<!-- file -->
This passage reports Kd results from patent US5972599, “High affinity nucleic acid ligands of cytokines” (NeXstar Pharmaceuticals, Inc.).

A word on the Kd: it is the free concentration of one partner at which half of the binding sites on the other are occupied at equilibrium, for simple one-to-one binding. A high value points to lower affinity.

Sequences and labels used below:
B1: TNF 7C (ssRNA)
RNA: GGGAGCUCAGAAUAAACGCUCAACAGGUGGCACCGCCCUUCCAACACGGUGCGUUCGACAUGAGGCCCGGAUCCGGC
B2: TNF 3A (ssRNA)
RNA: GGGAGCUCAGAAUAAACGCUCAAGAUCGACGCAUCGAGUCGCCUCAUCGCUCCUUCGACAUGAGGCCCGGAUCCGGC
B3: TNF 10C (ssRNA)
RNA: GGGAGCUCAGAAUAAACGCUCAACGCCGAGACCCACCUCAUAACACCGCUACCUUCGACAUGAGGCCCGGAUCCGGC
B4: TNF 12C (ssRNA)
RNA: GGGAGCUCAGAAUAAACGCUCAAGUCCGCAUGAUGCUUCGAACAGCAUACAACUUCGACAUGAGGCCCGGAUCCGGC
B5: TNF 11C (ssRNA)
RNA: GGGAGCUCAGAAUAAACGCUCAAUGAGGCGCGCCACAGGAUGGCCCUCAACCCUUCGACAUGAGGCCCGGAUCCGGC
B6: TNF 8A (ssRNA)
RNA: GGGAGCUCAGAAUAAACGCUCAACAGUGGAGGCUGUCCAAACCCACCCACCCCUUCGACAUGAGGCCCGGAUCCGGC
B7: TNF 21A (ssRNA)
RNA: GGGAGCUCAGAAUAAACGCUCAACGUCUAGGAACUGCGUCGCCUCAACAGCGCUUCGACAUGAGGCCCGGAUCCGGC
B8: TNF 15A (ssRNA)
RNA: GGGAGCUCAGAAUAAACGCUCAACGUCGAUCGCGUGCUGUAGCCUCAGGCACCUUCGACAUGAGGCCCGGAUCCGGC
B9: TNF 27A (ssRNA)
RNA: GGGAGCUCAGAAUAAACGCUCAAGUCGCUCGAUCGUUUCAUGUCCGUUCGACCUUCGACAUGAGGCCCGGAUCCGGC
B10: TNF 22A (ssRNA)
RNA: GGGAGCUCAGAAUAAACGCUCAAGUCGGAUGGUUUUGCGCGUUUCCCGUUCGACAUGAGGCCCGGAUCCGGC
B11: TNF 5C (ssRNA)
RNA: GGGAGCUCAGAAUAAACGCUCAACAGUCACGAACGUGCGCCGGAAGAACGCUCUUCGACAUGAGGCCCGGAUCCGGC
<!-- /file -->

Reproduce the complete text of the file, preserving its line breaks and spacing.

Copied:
This passage reports Kd results from patent US5972599, “High affinity nucleic acid ligands of cytokines” (NeXstar Pharmaceuticals, Inc.).

A word on the Kd: it is the free concentration of one partner at which half of the binding sites on the other are occupied at equilibrium, for simple one-to-one binding. A high value points to lower affinity.

Sequences and labels used below:
B1: TNF 7C (ssRNA)
RNA: GGGAGCUCAGAAUAAACGCUCAACAGGUGGCACCGCCCUUCCAACACGGUGCGUUCGACAUGAGGCCCGGAUCCGGC
B2: TNF 3A (ssRNA)
RNA: GGGAGCUCAGAAUAAACGCUCAAGAUCGACGCAUCGAGUCGCCUCAUCGCUCCUUCGACAUGAGGCCCGGAUCCGGC
B3: TNF 10C (ssRNA)
RNA: GGGAGCUCAGAAUAAACGCUCAACGCCGAGACCCACCUCAUAACACCGCUACCUUCGACAUGAGGCCCGGAUCCGGC
B4: TNF 12C (ssRNA)
RNA: GGGAGCUCAGAAUAAACGCUCAAGUCCGCAUGAUGCUUCGAACAGCAUACAACUUCGACAUGAGGCCCGGAUCCGGC
B5: TNF 11C (ssRNA)
RNA: GGGAGCUCAGAAUAAACGCUCAAUGAGGCGCGCCACAGGAUGGCCCUCAACCCUUCGACAUGAGGCCCGGAUCCGGC
B6: TNF 8A (ssRNA)
RNA: GGGAGCUCAGAAUAAACGCUCAACAGUGGAGGCUGUCCAAACCCACCCACCCCUUCGACAUGAGGCCCGGAUCCGGC
B7: TNF 21A (ssRNA)
RNA: GGGAGCUCAGAAUAAACGCUCAACGUCUAGGAACUGCGUCGCCUCAACAGCGCUUCGACAUGAGGCCCGGAUCCGGC
B8: TNF 15A (ssRNA)
RNA: GGGAGCUCAGAAUAAACGCUCAACGUCGAUCGCGUGCUGUAGCCUCAGGCACCUUCGACAUGAGGCCCGGAUCCGGC
B9: TNF 27A (ssRNA)
RNA: GGGAGCUCAGAAUAAACGCUCAAGUCGCUCGAUCGUUUCAUGUCCGUUCGACCUUCGACAUGAGGCCCGGAUCCGGC
B10: TNF 22A (ssRNA)
RNA: GGGAGCUCAGAAUAAACGCUCAAGUCGGAUGGUUUUGCGCGUUUCCCGUUCGACAUGAGGCCCGGAUCCGGC
B11: TNF 5C (ssRNA)
RNA: GGGAGCUCAGAAUAAACGCUCAACAGUCACGAACGUGCGCCGGAAGAACGCUCUUCGACAUGAGGCCCGGAUCCGGC